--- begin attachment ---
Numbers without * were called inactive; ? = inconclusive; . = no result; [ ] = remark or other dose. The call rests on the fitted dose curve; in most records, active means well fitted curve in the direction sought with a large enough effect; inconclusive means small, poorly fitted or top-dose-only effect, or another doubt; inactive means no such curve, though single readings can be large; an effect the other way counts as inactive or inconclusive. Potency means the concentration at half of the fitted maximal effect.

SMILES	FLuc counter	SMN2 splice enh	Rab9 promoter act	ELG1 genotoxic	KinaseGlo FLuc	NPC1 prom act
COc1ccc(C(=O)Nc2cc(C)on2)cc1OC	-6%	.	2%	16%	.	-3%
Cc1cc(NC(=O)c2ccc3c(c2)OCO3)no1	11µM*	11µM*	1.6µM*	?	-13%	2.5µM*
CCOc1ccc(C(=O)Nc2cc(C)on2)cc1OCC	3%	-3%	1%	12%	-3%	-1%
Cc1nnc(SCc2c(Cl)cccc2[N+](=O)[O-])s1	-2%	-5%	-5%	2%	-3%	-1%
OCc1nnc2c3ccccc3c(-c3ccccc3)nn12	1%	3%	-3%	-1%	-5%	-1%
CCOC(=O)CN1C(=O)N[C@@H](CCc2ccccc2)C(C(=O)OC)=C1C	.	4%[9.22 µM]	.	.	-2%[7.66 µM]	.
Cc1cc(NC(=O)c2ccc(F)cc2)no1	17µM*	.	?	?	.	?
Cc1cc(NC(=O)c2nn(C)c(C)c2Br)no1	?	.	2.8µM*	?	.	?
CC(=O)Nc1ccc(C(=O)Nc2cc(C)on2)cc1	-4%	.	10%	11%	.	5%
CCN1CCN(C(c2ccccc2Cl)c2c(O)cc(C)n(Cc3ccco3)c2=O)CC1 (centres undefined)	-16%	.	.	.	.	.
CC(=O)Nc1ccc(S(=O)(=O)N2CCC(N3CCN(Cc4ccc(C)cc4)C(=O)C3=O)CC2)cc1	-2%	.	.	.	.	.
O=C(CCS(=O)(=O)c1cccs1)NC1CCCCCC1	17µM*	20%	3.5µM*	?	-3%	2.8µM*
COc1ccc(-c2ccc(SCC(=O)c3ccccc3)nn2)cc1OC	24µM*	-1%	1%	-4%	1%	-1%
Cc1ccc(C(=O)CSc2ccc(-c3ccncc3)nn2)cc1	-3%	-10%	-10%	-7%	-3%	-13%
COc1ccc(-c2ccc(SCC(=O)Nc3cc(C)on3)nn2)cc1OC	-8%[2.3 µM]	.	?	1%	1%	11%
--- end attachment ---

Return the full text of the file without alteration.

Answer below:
Numbers without * were called inactive; ? = inconclusive; . = no result; [ ] = remark or other dose. The call rests on the fitted dose curve; in most records, active means well fitted curve in the direction sought with a large enough effect; inconclusive means small, poorly fitted or top-dose-only effect, or another doubt; inactive means no such curve, though single readings can be large; an effect the other way counts as inactive or inconclusive. Potency means the concentration at half of the fitted maximal effect.

SMILES	FLuc counter	SMN2 splice enh	Rab9 promoter act	ELG1 genotoxic	KinaseGlo FLuc	NPC1 prom act
COc1ccc(C(=O)Nc2cc(C)on2)cc1OC	-6%	.	2%	16%	.	-3%
Cc1cc(NC(=O)c2ccc3c(c2)OCO3)no1	11µM*	11µM*	1.6µM*	?	-13%	2.5µM*
CCOc1ccc(C(=O)Nc2cc(C)on2)cc1OCC	3%	-3%	1%	12%	-3%	-1%
Cc1nnc(SCc2c(Cl)cccc2[N+](=O)[O-])s1	-2%	-5%	-5%	2%	-3%	-1%
OCc1nnc2c3ccccc3c(-c3ccccc3)nn12	1%	3%	-3%	-1%	-5%	-1%
CCOC(=O)CN1C(=O)N[C@@H](CCc2ccccc2)C(C(=O)OC)=C1C	.	4%[9.22 µM]	.	.	-2%[7.66 µM]	.
Cc1cc(NC(=O)c2ccc(F)cc2)no1	17µM*	.	?	?	.	?
Cc1cc(NC(=O)c2nn(C)c(C)c2Br)no1	?	.	2.8µM*	?	.	?
CC(=O)Nc1ccc(C(=O)Nc2cc(C)on2)cc1	-4%	.	10%	11%	.	5%
CCN1CCN(C(c2ccccc2Cl)c2c(O)cc(C)n(Cc3ccco3)c2=O)CC1 (centres undefined)	-16%	.	.	.	.	.
CC(=O)Nc1ccc(S(=O)(=O)N2CCC(N3CCN(Cc4ccc(C)cc4)C(=O)C3=O)CC2)cc1	-2%	.	.	.	.	.
O=C(CCS(=O)(=O)c1cccs1)NC1CCCCCC1	17µM*	20%	3.5µM*	?	-3%	2.8µM*
COc1ccc(-c2ccc(SCC(=O)c3ccccc3)nn2)cc1OC	24µM*	-1%	1%	-4%	1%	-1%
Cc1ccc(C(=O)CSc2ccc(-c3ccncc3)nn2)cc1	-3%	-10%	-10%	-7%	-3%	-13%
COc1ccc(-c2ccc(SCC(=O)Nc3cc(C)on3)nn2)cc1OC	-8%[2.3 µM]	.	?	1%	1%	11%